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Science » Planet Earth

Modern Zionism Not Biblical

27.04.2009
 
Pages: 12
Modern Zionism Not Biblical

By Babu G. Ranganathan

The best way for Israel to stop terrorist attacks in its territory is by first ceasing its occupation of all Arab lands and the continual, unrestrained building of Jewish settlements in the West Bank.

In 1967 Israel went to war in self-defense and captured Arab land. Israelwas right in defending itself. However, the issue now is no longer so much self-defense. The problem is that Israel will not pull back to its pre-1967 borders so long as many Israelis and most evangelical Christians in America continue to believe that present day Jews have a biblical right to all of Arab territory in Palestine. For this reason a biblical examination of the issue is necessary.

As an evangelical and conservative Christian, of Indian origin, I wish toset the biblical issue in proper perspective.

Although the modern state of Israel now has every right to exist as any other nation (as long as it honors the UN resolutions upholding Palestinian rights) this does not mean that Zionism (the belief that Jews have a biblical right to all of Palestine) is correct. And it is Zionism that is primarily fuelling the building and expansion of illegal Israeli settlements on Arab land.

From a purely biblical perspective Zionism has enormous problems.

The fact is that almost none of the Jews in modern Israel are descendants of the original Jews of Palestine thousands of years ago. Most of the Jews in Israel today are descendants of Europeans who had converted to Judaism in the Middle Ages (known as Khazar or Ashkenazi Jews).

The last time God had promised in the scriptures to bring the Jews back to their ancestral homeland was fulfilled centuries ago when He brought them back from their Babylonian captivity. Thus, the Jews in present-day modern Israel are not a fulfillment of that ancient promise.

Furthermore, God's promises concerning the land to the Jews in the Old Testament were conditional - only so long as they continued to obey Him were those promises concerning the land binding (read Deuteronomy 28). In any case, as I have already noted, God fulfilled his promise concerning the land to the Jews centuries ago.

 

We read in the Book of Joshua 21:43, 45: "And the Lord gave unto Israel all the land which He sware to give unto their fathers; and they possessed it, and dwelt therein. There failed not ought of any good thing which the Lord had spoken unto the house of Israel ; all came to pass." Thus, there is no promise concerning the land that still awaits any fulfillment.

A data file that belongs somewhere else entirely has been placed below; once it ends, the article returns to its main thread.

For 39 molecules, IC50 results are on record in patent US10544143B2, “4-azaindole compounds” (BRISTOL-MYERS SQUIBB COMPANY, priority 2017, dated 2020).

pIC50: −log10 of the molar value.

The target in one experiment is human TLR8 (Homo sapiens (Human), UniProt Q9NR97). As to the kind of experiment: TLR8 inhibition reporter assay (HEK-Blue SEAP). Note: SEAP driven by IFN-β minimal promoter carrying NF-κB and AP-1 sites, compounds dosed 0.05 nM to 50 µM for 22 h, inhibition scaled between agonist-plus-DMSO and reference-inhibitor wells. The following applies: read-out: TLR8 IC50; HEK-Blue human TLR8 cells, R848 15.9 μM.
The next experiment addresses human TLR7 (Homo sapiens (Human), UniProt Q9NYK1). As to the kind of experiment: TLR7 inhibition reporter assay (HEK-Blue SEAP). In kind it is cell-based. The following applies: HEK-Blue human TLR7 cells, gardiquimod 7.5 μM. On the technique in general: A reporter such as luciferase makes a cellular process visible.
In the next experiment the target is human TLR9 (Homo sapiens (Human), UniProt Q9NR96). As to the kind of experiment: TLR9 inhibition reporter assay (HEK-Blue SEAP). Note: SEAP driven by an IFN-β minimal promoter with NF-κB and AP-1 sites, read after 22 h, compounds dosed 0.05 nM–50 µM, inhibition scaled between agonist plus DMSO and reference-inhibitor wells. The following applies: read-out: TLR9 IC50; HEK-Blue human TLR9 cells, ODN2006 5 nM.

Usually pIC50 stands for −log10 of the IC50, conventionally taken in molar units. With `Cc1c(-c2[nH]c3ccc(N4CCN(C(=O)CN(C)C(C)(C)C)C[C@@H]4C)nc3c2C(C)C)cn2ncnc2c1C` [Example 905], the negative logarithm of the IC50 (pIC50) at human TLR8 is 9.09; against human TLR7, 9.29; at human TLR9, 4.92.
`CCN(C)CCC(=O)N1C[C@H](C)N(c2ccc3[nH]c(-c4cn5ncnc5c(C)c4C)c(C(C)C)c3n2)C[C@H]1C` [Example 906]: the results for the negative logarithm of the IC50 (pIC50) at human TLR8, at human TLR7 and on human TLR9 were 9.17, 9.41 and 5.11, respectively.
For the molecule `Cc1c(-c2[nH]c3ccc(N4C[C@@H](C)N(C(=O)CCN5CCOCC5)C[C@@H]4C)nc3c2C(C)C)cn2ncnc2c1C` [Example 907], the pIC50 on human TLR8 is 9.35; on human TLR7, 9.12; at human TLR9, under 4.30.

Most evangelical Christians today are looking forward to the seven-year tribulation period of Israel which would require for the Jews to be in the land. But this period had already occurred in history during AD63 to AD70. (seven years) when the Roman army besieged and destroyed Jerusalem and the Jewish Temple.

It was this destruction that Jesus said would mark the end of the age (the Jewish Age, that is). During these seven years, there was a brief respite from the attacking Roman army and this respite gave an opportunity for believing Jews (Christians) of this time to escape the final destruction of Jerusalem and have their lives spared.

Most evangelical Christians, who are dispensationalists, are still seeking for an Israel that the New Testament says is the spiritual body of Christ made up of both Jew and Gentile believers in Jesus Christ and who together (as one seed) inherit the same (not different) promises (Galatians 3:14-16).

The New Testament refers to the Christian church as the "Israel of God" (Galatians 6:16 ). There is good reason to believe that some of the Old Testament descriptions of God's future dealings with Israel are already being fulfilled spiritually now in and through the Christian church which is made up of both Jew and Gentile believers in Christ inheriting the same (not different) promises.

The problem with most evangelical Christians today is that they interpret the Book of Revelation literally. But Revelation is a book of symbolism and should not to be interpreted literally. The Book itself tells us not to interpret it literally.

In the very first verse of the very first chapter we read, "The revelation of Jesus Christ, which God (the Father) gave unto Him, to show unto His servants things which must shortly come to pass; and He sent and signified it by His angel unto His servant John" (Revelation 1:1, KJV). The word "signified" in the passage comes from a Greek word meaning "signs" or "symbols". Thus, Revelation was meant by Christ to be interpreted symbolically, not literally.

The Book of Revelation, like the rest of the New Testament, was originally written in Greek so sometimes we must go to the Greek language to have a more precise understanding of certain words.

Many evangelical Christians believe (wrongly) that the " Great City " in the Book of Revelation, which God destroys in His wrath and which is referred to figuratively as Babylon , is Rome . They believe it is Rome because the city is described as being surrounded by seven hills.

However, Jerusalem , also, is surrounded by seven hills. The proof that Jerusalem is the city and not Rome is found in Revelation 11:8 where we read, "And their dead bodies shall lie in the street of the great city, which spiritually is called Sodom and Egypt , where also our Lord was crucified".

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